[To THE EDITOR OF THE " SPECTATOR."] SIR,—lleaders of Mr.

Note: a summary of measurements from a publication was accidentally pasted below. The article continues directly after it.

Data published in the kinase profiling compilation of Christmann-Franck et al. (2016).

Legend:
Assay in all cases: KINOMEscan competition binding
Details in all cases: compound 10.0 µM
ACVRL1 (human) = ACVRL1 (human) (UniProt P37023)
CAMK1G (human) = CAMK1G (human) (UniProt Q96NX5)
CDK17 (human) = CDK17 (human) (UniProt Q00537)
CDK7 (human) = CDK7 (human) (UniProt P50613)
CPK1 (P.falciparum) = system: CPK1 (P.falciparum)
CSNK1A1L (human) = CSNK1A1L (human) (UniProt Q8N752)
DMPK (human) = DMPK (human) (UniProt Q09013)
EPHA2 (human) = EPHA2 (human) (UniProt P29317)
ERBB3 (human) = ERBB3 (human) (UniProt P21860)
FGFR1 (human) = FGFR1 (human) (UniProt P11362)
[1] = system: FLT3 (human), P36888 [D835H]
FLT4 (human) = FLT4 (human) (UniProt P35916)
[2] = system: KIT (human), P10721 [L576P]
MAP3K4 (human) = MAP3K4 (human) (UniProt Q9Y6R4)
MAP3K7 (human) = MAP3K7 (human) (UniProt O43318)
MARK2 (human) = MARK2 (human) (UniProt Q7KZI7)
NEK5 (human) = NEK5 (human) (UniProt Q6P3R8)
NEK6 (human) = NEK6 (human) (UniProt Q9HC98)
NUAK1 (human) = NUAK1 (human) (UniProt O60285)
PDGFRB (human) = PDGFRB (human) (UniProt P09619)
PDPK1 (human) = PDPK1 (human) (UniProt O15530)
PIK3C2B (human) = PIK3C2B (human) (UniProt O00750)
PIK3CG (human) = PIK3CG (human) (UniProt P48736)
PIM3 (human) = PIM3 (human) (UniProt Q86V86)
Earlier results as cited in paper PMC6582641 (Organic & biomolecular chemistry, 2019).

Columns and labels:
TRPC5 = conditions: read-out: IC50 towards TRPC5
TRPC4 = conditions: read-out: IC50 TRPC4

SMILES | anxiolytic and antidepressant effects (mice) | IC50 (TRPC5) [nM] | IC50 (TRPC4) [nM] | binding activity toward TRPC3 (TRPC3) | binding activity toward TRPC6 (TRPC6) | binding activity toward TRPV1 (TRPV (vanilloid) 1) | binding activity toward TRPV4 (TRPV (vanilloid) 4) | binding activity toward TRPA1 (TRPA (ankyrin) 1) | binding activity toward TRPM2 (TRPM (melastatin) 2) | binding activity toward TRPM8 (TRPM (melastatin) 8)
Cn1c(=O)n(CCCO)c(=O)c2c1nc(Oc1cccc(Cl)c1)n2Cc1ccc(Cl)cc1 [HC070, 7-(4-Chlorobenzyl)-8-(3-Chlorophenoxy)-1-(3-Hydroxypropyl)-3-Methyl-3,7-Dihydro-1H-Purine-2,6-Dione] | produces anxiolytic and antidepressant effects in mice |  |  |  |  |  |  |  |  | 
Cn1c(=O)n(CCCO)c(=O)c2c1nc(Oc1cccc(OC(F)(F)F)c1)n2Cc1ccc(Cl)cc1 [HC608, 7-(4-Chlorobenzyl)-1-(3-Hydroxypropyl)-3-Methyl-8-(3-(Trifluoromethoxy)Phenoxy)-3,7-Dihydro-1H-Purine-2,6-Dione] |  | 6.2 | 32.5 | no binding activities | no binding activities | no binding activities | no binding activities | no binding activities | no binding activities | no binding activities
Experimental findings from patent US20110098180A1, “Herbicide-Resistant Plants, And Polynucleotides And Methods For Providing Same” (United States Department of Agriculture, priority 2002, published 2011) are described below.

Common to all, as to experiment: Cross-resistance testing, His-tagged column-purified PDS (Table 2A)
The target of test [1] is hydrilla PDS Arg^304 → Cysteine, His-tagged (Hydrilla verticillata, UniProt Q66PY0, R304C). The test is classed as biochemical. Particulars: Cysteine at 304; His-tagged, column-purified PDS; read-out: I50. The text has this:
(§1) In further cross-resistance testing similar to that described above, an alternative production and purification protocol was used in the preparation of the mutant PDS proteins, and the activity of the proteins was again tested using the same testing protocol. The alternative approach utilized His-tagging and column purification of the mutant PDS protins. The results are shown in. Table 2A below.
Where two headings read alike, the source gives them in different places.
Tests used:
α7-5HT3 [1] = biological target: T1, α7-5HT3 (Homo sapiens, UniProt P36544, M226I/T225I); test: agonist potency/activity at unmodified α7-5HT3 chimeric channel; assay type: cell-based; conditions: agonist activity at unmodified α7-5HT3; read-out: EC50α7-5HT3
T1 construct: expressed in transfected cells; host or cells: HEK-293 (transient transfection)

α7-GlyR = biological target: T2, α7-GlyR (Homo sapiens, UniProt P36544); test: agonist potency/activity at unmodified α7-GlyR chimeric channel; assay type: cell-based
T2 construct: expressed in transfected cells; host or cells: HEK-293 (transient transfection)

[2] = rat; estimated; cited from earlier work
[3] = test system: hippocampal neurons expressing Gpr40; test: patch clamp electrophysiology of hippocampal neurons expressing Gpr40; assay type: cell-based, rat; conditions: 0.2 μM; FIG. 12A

Daniel's letter may be led to wonder if be, and those who may share his views, have ever read any history; or if he has ever heard of Michael Thomas Sadler or Richard Oastler, or Lord Shaftesbury or Tom Hughes, or (to go further hack) of John Howard and Elizabeth Fry, to name but a very few of those who have devoted their lives to promoting the welfare, not of their own class, but of others. Can Trade Unions produce any similar instances ? Mr. Daniel teems to attach some stigma to hyphenated names, and says there is " not one single Labour leader" who bears such a de,ignation; and yet I should have supposed that " Keir Hardie" came very near it. He apparently attributes all good social legislation to Trade Unions, and can see no difference between measures for the good of the community at large (for which he uses the equivocal word " society ") and those for the exclusion of the masses from the benefits of one class. Evidently Mr. Daniel is a strong advocate of monopoly. To explain to him the full meaning of his sweeping generalities would require a whole number of the Spectator, but he may be recommended to study the rudiments of the subject and to " verify his references."—I am, Sir, &c., JOHN MURRAY. :4 Albemarle Street, W. 1.